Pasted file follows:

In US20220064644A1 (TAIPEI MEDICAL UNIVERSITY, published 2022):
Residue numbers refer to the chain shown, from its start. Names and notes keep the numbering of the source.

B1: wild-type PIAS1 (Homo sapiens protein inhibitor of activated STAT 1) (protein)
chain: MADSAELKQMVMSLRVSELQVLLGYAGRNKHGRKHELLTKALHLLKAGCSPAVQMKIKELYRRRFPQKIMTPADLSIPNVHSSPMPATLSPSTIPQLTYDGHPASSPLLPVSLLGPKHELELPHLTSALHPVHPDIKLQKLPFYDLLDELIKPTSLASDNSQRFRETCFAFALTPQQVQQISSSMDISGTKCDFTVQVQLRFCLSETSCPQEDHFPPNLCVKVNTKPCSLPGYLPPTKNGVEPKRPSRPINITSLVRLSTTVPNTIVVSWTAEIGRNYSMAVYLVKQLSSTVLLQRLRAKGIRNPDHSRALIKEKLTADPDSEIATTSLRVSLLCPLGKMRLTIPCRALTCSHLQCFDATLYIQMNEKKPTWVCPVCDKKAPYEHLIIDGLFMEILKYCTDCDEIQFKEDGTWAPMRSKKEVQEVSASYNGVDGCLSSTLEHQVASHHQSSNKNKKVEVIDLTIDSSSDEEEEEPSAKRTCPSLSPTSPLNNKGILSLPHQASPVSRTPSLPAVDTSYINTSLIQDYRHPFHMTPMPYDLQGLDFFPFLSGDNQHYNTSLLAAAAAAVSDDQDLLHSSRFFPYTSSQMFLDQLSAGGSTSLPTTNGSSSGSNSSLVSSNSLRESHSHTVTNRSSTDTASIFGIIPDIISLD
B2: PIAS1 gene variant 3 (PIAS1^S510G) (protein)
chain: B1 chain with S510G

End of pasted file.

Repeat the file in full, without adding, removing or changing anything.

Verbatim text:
In US20220064644A1 (TAIPEI MEDICAL UNIVERSITY, published 2022):
Residue numbers refer to the chain shown, from its start. Names and notes keep the numbering of the source.

B1: wild-type PIAS1 (Homo sapiens protein inhibitor of activated STAT 1) (protein)
chain: MADSAELKQMVMSLRVSELQVLLGYAGRNKHGRKHELLTKALHLLKAGCSPAVQMKIKELYRRRFPQKIMTPADLSIPNVHSSPMPATLSPSTIPQLTYDGHPASSPLLPVSLLGPKHELELPHLTSALHPVHPDIKLQKLPFYDLLDELIKPTSLASDNSQRFRETCFAFALTPQQVQQISSSMDISGTKCDFTVQVQLRFCLSETSCPQEDHFPPNLCVKVNTKPCSLPGYLPPTKNGVEPKRPSRPINITSLVRLSTTVPNTIVVSWTAEIGRNYSMAVYLVKQLSSTVLLQRLRAKGIRNPDHSRALIKEKLTADPDSEIATTSLRVSLLCPLGKMRLTIPCRALTCSHLQCFDATLYIQMNEKKPTWVCPVCDKKAPYEHLIIDGLFMEILKYCTDCDEIQFKEDGTWAPMRSKKEVQEVSASYNGVDGCLSSTLEHQVASHHQSSNKNKKVEVIDLTIDSSSDEEEEEPSAKRTCPSLSPTSPLNNKGILSLPHQASPVSRTPSLPAVDTSYINTSLIQDYRHPFHMTPMPYDLQGLDFFPFLSGDNQHYNTSLLAAAAAAVSDDQDLLHSSRFFPYTSSQMFLDQLSAGGSTSLPTTNGSSSGSNSSLVSSNSLRESHSHTVTNRSSTDTASIFGIIPDIISLD
B2: PIAS1 gene variant 3 (PIAS1^S510G) (protein)
chain: B1 chain with S510G